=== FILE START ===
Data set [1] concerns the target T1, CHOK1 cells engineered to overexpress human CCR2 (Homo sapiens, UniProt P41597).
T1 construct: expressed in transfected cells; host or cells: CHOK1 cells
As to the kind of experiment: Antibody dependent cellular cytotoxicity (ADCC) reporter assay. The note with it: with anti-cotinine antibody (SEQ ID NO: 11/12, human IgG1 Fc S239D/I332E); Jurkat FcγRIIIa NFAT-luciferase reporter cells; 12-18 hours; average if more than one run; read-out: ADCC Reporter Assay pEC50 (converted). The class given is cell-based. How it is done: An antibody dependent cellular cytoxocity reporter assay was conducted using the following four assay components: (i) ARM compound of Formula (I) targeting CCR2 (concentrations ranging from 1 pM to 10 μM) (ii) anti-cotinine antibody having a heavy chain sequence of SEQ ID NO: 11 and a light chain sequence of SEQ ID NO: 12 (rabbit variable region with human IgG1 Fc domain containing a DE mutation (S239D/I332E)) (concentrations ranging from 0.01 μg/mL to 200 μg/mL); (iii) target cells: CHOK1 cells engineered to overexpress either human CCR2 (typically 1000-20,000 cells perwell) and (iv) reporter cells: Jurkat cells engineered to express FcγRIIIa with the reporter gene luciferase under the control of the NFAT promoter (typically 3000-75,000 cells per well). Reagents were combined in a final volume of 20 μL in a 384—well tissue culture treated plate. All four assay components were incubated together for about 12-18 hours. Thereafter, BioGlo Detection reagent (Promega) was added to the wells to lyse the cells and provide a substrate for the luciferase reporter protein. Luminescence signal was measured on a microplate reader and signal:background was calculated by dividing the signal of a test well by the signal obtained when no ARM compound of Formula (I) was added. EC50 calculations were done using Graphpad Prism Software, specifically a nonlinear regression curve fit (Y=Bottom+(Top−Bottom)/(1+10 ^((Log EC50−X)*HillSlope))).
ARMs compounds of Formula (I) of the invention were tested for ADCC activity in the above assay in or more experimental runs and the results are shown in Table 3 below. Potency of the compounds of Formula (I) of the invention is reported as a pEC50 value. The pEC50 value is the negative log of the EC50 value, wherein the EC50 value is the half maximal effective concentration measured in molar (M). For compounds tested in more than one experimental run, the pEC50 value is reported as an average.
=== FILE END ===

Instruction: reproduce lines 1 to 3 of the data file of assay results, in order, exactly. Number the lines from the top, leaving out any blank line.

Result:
Data set [1] concerns the target T1, CHOK1 cells engineered to overexpress human CCR2 (Homo sapiens, UniProt P41597).
T1 construct: expressed in transfected cells; host or cells: CHOK1 cells
As to the kind of experiment: Antibody dependent cellular cytotoxicity (ADCC) reporter assay. The note with it: with anti-cotinine antibody (SEQ ID NO: 11/12, human IgG1 Fc S239D/I332E); Jurkat FcγRIIIa NFAT-luciferase reporter cells; 12-18 hours; average if more than one run; read-out: ADCC Reporter Assay pEC50 (converted). The class given is cell-based. How it is done: An antibody dependent cellular cytoxocity reporter assay was conducted using the following four assay components: (i) ARM compound of Formula (I) targeting CCR2 (concentrations ranging from 1 pM to 10 μM) (ii) anti-cotinine antibody having a heavy chain sequence of SEQ ID NO: 11 and a light chain sequence of SEQ ID NO: 12 (rabbit variable region with human IgG1 Fc domain containing a DE mutation (S239D/I332E)) (concentrations ranging from 0.01 μg/mL to 200 μg/mL); (iii) target cells: CHOK1 cells engineered to overexpress either human CCR2 (typically 1000-20,000 cells perwell) and (iv) reporter cells: Jurkat cells engineered to express FcγRIIIa with the reporter gene luciferase under the control of the NFAT promoter (typically 3000-75,000 cells per well). Reagents were combined in a final volume of 20 μL in a 384—well tissue culture treated plate. All four assay components were incubated together for about 12-18 hours. Thereafter, BioGlo Detection reagent (Promega) was added to the wells to lyse the cells and provide a substrate for the luciferase reporter protein. Luminescence signal was measured on a microplate reader and signal:background was calculated by dividing the signal of a test well by the signal obtained when no ARM compound of Formula (I) was added. EC50 calculations were done using Graphpad Prism Software, specifically a nonlinear regression curve fit (Y=Bottom+(Top−Bottom)/(1+10 ^((Log EC50−X)*HillSlope))).